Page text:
Collecting aluminum can tabs an interesting process which can reap rewards

Volunteerism and causes are close to my heart, and spur on my resolve.

Collecting aluminum can tabs to be turned into cash to be donated to further research to end childhood cancer. It is a seemingly-simple and worthwhile initiative to get onboard with.

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Open the can, drink the contents, remove the tab, put the can in the recycling bin, find a container to store the tabs, and good to go.

I don’t usually find myself drinking from a can in the same spot twice in a row. I may be found anywhere, from my office desk, to a back country road deep in the Assiniboine Valley, snapping open a can and sipping the contents.

At first, my thought process directed me to open the can, remove the tab at once and place said amazingly small and light item into my pocket. Score!

No score. The fluid doesn’t sip right without the tab in place. Calling all nuclear physicists, please explain that to me.

Keeping a plastic bag in a pocket is hit-and-miss with me. I need tissues. I just need tissues. Tissues are multi-taskers for a woman/mom/grandmother/sinus sufferer. Therefore my pockets are usually stuffed with tissues instead of plastic bags which take up a lot of room without the multi-tasking capabilities.

Saving the cans, separating and saving the tabs, remembering which pocket has the tabs, wondering if one remembered to remove the tab after sipping, realising just how many cans one would have to sip from just to assemble a modest pile of tabs, a pile which seems to never grow no matter how often you fling a tab into the container.

To be very honest, my tab collection efforts to date have been dismal.

But the concept of “turning silver to gold” has captured the minds and hearts of a local company, EcoGenX of Canora, which has implemented its “Silver for Gold” program. Dallon Leger, who started the company in 2017, created the charity program. “We collect aluminum can tabs and donate the money to childhood cancer research.”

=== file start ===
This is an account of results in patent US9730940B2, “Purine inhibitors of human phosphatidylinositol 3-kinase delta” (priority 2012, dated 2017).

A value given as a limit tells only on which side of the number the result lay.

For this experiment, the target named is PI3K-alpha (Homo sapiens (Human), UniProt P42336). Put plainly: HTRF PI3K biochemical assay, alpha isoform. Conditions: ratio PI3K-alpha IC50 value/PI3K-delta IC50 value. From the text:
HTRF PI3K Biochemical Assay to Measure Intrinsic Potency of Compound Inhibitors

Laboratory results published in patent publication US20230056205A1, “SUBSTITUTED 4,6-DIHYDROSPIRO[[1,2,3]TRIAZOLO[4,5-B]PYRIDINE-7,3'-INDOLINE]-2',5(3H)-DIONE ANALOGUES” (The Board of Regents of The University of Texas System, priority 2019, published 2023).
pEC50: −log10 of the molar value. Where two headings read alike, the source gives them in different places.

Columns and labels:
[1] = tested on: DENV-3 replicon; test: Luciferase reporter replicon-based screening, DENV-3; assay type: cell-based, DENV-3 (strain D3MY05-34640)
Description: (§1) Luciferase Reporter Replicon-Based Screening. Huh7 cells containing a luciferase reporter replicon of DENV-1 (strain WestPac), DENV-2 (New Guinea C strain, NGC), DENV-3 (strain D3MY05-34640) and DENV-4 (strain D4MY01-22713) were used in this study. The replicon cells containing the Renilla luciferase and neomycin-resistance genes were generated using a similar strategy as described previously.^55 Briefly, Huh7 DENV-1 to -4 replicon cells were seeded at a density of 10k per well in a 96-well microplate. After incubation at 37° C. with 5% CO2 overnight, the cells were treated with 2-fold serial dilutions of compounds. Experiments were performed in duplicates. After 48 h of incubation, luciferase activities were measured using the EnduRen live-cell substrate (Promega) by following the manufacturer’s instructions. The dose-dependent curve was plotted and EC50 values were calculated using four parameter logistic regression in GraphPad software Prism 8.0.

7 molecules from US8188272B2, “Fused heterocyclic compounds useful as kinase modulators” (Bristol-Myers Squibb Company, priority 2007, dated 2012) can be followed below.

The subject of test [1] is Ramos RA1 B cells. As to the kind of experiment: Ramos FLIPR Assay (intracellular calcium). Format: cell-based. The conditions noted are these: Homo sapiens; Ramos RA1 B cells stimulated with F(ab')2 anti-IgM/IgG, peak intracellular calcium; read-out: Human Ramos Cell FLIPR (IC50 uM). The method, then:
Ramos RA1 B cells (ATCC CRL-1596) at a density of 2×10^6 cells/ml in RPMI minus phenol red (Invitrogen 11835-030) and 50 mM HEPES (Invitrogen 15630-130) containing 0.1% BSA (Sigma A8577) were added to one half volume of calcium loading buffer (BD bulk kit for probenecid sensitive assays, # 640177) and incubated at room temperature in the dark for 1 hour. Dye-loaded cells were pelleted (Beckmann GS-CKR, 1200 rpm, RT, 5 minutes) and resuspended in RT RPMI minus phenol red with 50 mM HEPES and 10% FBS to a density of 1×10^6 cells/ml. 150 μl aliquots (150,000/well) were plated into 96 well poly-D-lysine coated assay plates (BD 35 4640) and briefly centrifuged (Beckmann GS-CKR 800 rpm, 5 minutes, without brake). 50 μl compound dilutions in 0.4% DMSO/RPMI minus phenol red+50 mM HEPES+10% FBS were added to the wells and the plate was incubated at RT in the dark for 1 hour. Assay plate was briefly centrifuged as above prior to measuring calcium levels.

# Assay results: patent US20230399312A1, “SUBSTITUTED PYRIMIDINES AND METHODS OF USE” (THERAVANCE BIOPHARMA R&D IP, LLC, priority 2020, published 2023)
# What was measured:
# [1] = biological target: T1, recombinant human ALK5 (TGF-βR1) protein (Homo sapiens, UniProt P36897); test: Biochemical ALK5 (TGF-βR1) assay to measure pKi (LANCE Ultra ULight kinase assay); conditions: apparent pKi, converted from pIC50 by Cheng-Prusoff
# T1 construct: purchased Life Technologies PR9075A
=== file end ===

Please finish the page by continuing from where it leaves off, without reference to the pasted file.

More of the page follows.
There is an annual collection day held in Saskatoon, and this year they collected four million tabs which were then sold. The details of the program may be found on their website at www.silverforgold.com, and 100 per cent of the money is “donated to help families in Saskatchewan who are going through this battle.”

I want to do my part, but I realize I need help. My efforts will not amount to a “pile of silver;” maybe a handful by the end of the year, and I am being optimistic.

I am putting out a call to members of the community, especially youngsters who are good at collecting things.

Seize those aluminum tabs, save them, send them to Canora. This is a worthwhile effort.

Let us all join the likes of young Sophia Hvidston of Canora, diagnosed with acute lymphoblastic leukemia at age three, now age eight, having been declared in remission over two years ago. This fall she had collected 170 pounds of aluminum can tabs for the Silver for Gold initiative to help raise money and awareness for pediatric cancer.

Kamsack and area, let's pitch (the tabs) in (to a collection container) and donate to this program.